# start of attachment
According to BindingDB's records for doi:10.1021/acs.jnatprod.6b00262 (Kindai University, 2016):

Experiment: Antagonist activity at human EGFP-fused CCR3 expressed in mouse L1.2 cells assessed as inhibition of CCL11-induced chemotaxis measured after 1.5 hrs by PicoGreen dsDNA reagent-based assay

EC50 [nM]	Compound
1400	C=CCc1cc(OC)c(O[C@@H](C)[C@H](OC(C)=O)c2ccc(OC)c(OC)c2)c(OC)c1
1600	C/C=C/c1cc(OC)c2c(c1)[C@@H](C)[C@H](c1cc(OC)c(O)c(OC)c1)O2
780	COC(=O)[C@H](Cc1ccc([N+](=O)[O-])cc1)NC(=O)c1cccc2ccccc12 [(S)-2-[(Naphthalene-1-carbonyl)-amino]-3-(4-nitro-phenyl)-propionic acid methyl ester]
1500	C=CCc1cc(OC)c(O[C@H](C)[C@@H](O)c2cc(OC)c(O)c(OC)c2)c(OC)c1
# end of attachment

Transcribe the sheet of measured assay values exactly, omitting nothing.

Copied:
According to BindingDB's records for doi:10.1021/acs.jnatprod.6b00262 (Kindai University, 2016):

Experiment: Antagonist activity at human EGFP-fused CCR3 expressed in mouse L1.2 cells assessed as inhibition of CCL11-induced chemotaxis measured after 1.5 hrs by PicoGreen dsDNA reagent-based assay

EC50 [nM]	Compound
1400	C=CCc1cc(OC)c(O[C@@H](C)[C@H](OC(C)=O)c2ccc(OC)c(OC)c2)c(OC)c1
1600	C/C=C/c1cc(OC)c2c(c1)[C@@H](C)[C@H](c1cc(OC)c(O)c(OC)c1)O2
780	COC(=O)[C@H](Cc1ccc([N+](=O)[O-])cc1)NC(=O)c1cccc2ccccc12 [(S)-2-[(Naphthalene-1-carbonyl)-amino]-3-(4-nitro-phenyl)-propionic acid methyl ester]
1500	C=CCc1cc(OC)c(O[C@H](C)[C@@H](O)c2cc(OC)c(O)c(OC)c2)c(OC)c1